Cinnamon Butte

Photo of this volcano
  • Country
  • Volcanic Region
  • Primary Volcano Type
  • Last Known Eruption
  • 43.241°N
  • 122.108°W

  • 1956 m
    6416 ft

  • 322150
  • Latitude
  • Longitude

  • Summit
    Elevation

  • Volcano
    Number

The Global Volcanism Program has no activity reports for Cinnamon Butte.

The Global Volcanism Program has no Weekly Reports available for Cinnamon Butte.

The Global Volcanism Program has no Bulletin Reports available for Cinnamon Butte.

The Global Volcanism Program is not aware of any Holocene eruptions from Cinnamon Butte. If this volcano has had large eruptions (VEI >= 4) prior to 10,000 years ago, information might be found on the Cinnamon Butte page in the LaMEVE (Large Magnitude Explosive Volcanic Eruptions) database, a part of the Volcano Global Risk Identification and Analysis Project (VOGRIPA).

This compilation of synonyms and subsidiary features may not be comprehensive. Features are organized into four major categories: Cones, Craters, Domes, and Thermal Features. Synonyms of features appear indented below the primary name. In some cases additional feature type, elevation, or location details are provided.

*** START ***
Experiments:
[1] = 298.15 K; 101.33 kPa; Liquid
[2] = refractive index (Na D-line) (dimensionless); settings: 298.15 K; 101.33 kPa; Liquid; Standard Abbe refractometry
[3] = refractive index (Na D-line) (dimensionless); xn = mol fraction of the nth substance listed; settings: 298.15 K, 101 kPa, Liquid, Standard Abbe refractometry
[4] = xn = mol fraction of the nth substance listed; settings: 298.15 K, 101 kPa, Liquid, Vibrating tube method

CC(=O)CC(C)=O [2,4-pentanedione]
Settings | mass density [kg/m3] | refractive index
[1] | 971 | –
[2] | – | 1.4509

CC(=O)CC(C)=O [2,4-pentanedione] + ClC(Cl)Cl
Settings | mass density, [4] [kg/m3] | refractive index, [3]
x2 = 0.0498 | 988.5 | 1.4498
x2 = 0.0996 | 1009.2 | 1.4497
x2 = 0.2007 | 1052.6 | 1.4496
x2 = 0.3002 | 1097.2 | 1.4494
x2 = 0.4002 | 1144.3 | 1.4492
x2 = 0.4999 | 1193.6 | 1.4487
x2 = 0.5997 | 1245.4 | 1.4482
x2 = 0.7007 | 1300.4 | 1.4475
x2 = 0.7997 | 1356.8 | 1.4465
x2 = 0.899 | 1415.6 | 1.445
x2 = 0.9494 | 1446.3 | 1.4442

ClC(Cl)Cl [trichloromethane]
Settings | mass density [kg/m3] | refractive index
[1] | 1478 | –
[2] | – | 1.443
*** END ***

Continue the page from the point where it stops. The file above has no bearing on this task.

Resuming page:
Photo Gallery


Cinnamon Butte (right center) rises above the shore of Diamond Lake, a popular recreation area north of Crater Lake. The volcano has a forest fire lookout tower at its summit and is the southernmost of three young cinder cones NNE of Diamond Lake. All three cones are older than the roughly 6850-year-old Mazama tephra from Crater Lake, but each has a well-preserved crater and may be of Holocene age. Lava flows from Cinnamon Butte traveled through gaps in late-Pleistocene glacial moraines.

Photo by Lee Siebert, 1997 (Smithsonian Institution).
See title for photo information.
Kelsay Point cinder cone, seen here from the SW, is the northernmost of a chain of three young cones constructed along a N-S-trending line NNE of Diamond Lake. The well-preserved summit crater of Kelsay Point is the site of a quarry for road aggregate. Each of the three cones is older than the roughly 6850-year-old Mazama tephra from Crater Lake, but has a well-preserved crater and may be of Holocene age.

Photo by Lee Siebert, 1997 (Smithsonian Institution).
See title for photo information.
Forested Thirsty Point cinder cone is the central of three young cinder cones constructed along a N-S-trending line NNE of Diamond Lake. Thirsty Point cone is the least accessible of the three cones and lacks a road to its summit. Each of the cones is older than the roughly 6850-year-old Mazama tephra from Crater Lake, but has a well-preserved crater and may be of Holocene age.

Photo by Lee Siebert, 1997 (Smithsonian Institution).
See title for photo information.

Smithsonian Sample Collections Database


There are no samples for Cinnamon Butte in the Smithsonian's NMNH Department of Mineral Sciences Rock and Ore collection.

Affiliated Sites